What’s in a Name?
As it was an asset acquisition, the company name “SVTC Technologies” was not part of the deal. So they held a contest internally for employees to come up with the new name. Apparently it got quite literal. With a goal of being a “center of innovation” the winner used the dead-center letters of “innovation” to come up with “novati”.
But aside from the name change, its pretty much business as usual for Novati. Scott explained that overhead was the problem with SVTC, because they were running two fabs at once. The Austin operation had always been profitable, but the addition of the San Jose facility was a drain. He says running the same business model with one fab and half the overhead cost, while better utilizing the capacity of the fab is what needed to happen earlier. “We’re happy that we’re able to continue with the same business model. We think the Tezzaron relationship is good and there is synergy with what we’re doing,” notes Scott. “If anyone was going to buy us, it was a best option. We think it’s a great relationship, and excited to see what happens in 2013.”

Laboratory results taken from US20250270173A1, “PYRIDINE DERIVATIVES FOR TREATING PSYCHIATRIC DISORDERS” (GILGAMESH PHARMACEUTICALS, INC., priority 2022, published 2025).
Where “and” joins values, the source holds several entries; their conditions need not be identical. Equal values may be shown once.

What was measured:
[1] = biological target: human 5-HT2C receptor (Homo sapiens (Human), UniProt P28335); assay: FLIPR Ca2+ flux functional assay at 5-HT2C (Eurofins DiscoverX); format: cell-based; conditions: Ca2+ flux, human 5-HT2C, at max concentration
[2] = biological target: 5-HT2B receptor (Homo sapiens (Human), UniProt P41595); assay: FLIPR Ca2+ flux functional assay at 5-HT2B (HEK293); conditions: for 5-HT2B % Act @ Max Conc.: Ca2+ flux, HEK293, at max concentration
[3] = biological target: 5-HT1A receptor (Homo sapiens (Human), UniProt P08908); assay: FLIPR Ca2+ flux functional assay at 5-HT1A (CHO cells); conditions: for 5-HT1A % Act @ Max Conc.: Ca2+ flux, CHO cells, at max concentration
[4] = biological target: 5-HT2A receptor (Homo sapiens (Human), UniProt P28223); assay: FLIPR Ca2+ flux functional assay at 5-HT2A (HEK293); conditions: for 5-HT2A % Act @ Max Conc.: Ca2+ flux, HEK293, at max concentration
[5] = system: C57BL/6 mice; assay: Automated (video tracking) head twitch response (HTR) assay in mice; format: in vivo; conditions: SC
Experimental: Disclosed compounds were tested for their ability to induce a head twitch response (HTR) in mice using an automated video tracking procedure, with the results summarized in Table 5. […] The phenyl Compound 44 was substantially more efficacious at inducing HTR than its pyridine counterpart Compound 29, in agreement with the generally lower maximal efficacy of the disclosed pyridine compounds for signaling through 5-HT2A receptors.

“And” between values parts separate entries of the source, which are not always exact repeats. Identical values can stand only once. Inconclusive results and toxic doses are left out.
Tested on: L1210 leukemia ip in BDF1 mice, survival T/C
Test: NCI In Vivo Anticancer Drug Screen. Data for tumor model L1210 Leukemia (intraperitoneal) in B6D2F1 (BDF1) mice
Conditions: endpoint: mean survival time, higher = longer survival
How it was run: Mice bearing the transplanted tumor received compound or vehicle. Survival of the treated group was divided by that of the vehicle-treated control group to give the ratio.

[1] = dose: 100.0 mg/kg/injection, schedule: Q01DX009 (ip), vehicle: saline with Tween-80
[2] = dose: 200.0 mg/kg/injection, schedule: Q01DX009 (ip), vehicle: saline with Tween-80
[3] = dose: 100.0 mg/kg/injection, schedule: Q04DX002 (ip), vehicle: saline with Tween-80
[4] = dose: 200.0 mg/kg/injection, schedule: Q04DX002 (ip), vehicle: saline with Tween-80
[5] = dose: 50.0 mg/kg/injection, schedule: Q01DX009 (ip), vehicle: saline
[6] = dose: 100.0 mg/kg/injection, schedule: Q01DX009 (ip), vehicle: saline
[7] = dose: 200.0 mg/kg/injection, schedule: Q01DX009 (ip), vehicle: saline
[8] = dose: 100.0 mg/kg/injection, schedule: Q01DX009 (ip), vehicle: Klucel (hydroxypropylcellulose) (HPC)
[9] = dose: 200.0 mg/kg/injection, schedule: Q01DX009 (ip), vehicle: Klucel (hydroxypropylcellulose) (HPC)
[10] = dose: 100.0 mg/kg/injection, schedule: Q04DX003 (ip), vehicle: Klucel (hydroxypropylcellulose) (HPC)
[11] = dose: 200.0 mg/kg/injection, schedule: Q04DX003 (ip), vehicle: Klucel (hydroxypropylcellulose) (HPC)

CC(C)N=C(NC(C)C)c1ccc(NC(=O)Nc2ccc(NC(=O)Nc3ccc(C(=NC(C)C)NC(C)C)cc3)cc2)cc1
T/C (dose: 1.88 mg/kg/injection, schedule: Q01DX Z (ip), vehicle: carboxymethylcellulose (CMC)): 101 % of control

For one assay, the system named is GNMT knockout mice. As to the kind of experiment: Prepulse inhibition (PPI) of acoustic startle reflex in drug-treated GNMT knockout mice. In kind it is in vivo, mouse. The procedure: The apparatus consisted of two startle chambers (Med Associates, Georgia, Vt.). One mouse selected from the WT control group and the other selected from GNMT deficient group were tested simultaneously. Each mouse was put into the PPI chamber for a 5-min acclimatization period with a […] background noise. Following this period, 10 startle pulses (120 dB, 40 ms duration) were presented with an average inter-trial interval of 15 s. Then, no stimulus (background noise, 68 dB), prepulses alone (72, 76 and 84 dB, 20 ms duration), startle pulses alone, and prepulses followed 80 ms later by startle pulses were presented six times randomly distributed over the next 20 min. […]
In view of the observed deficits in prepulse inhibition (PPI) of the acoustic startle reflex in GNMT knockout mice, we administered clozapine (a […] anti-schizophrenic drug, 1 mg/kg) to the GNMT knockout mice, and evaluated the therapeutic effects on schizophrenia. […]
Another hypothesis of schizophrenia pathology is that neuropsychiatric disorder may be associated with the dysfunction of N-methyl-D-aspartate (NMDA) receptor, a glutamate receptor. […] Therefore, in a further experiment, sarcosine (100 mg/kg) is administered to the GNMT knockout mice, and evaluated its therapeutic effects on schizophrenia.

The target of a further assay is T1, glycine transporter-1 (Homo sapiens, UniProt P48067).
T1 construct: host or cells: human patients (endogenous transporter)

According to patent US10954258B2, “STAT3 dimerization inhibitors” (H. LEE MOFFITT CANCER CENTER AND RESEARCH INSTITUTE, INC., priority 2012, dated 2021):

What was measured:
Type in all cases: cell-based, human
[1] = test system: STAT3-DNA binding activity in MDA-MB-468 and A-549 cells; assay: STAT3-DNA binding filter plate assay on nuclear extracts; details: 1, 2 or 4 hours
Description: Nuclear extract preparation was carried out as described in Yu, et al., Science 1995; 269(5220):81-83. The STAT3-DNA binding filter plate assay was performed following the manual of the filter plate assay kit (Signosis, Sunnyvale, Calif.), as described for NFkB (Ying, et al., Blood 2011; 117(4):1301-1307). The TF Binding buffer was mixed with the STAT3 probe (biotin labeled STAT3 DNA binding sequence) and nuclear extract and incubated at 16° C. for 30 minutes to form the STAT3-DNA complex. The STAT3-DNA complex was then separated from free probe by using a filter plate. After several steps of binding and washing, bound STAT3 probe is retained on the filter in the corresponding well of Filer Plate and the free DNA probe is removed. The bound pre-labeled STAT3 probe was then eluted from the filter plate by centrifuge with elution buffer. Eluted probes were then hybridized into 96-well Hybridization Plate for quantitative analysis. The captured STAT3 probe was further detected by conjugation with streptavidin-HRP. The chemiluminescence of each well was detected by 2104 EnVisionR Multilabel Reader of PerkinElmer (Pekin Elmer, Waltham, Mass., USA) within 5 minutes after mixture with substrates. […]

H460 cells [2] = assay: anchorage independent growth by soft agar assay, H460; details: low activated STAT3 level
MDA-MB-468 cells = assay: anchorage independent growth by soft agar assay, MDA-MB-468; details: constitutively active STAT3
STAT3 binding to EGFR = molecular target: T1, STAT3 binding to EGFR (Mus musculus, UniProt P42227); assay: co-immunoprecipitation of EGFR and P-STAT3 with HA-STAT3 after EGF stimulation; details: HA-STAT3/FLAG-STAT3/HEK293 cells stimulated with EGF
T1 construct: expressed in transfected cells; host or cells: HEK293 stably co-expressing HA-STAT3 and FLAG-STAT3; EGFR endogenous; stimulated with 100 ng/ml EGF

For Tezzaron’s part, Patti says the plans moving forward are to bring the company’s entire domestic manufacturing into the Texas fab and close the fab in Singapore. Tezzaron’s 2.5D and 3D production alone will take up a third of the capacity. “What we would like to see is to bring up more baseline production in the fab,” noted Patti. “Because better consistency benefits all the customers.” With only a third of the capacity taken up by Tezzaron, there’s lots of room to take on additional customers. Additionally, Tezzaron plans to fill up another third over the next year, while also growing Novati’s existing business. “It’s a 92 acre site. There’s lots of land. We can build,” says Patti.